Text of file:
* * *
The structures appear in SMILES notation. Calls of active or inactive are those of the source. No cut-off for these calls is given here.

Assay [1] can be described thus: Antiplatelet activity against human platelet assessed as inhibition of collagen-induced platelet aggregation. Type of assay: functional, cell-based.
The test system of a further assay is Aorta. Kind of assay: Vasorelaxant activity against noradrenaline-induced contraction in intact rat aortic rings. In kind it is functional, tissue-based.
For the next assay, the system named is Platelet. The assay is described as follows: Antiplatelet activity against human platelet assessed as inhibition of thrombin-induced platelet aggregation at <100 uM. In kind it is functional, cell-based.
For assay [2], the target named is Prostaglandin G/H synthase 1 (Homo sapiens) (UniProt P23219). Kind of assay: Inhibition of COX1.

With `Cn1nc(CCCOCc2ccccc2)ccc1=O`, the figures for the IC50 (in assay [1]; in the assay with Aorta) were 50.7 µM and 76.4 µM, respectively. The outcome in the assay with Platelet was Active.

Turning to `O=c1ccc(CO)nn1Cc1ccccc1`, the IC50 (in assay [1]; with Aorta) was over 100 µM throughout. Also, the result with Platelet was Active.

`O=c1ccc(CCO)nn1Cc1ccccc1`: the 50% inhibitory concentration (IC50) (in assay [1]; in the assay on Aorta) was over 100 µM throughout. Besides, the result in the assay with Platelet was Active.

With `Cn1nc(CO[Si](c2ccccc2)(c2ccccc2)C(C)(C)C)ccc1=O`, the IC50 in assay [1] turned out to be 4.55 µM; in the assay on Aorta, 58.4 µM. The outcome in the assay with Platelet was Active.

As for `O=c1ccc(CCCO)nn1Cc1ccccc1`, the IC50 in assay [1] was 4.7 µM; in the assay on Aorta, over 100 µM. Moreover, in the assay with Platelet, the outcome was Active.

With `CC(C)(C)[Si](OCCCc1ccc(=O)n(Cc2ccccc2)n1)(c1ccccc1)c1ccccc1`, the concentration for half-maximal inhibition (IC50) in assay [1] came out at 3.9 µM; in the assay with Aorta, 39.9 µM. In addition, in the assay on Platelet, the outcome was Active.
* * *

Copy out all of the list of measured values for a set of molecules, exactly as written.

The structures appear in SMILES notation. Calls of active or inactive are those of the source. No cut-off for these calls is given here.

Assay [1] can be described thus: Antiplatelet activity against human platelet assessed as inhibition of collagen-induced platelet aggregation. Type of assay: functional, cell-based.
The test system of a further assay is Aorta. Kind of assay: Vasorelaxant activity against noradrenaline-induced contraction in intact rat aortic rings. In kind it is functional, tissue-based.
For the next assay, the system named is Platelet. The assay is described as follows: Antiplatelet activity against human platelet assessed as inhibition of thrombin-induced platelet aggregation at <100 uM. In kind it is functional, cell-based.
For assay [2], the target named is Prostaglandin G/H synthase 1 (Homo sapiens) (UniProt P23219). Kind of assay: Inhibition of COX1.

With `Cn1nc(CCCOCc2ccccc2)ccc1=O`, the figures for the IC50 (in assay [1]; in the assay with Aorta) were 50.7 µM and 76.4 µM, respectively. The outcome in the assay with Platelet was Active.

Turning to `O=c1ccc(CO)nn1Cc1ccccc1`, the IC50 (in assay [1]; with Aorta) was over 100 µM throughout. Also, the result with Platelet was Active.

`O=c1ccc(CCO)nn1Cc1ccccc1`: the 50% inhibitory concentration (IC50) (in assay [1]; in the assay on Aorta) was over 100 µM throughout. Besides, the result in the assay with Platelet was Active.

With `Cn1nc(CO[Si](c2ccccc2)(c2ccccc2)C(C)(C)C)ccc1=O`, the IC50 in assay [1] turned out to be 4.55 µM; in the assay on Aorta, 58.4 µM. The outcome in the assay with Platelet was Active.

As for `O=c1ccc(CCCO)nn1Cc1ccccc1`, the IC50 in assay [1] was 4.7 µM; in the assay on Aorta, over 100 µM. Moreover, in the assay with Platelet, the outcome was Active.

With `CC(C)(C)[Si](OCCCc1ccc(=O)n(Cc2ccccc2)n1)(c1ccccc1)c1ccccc1`, the concentration for half-maximal inhibition (IC50) in assay [1] came out at 3.9 µM; in the assay with Aorta, 39.9 µM. In addition, in the assay on Platelet, the outcome was Active.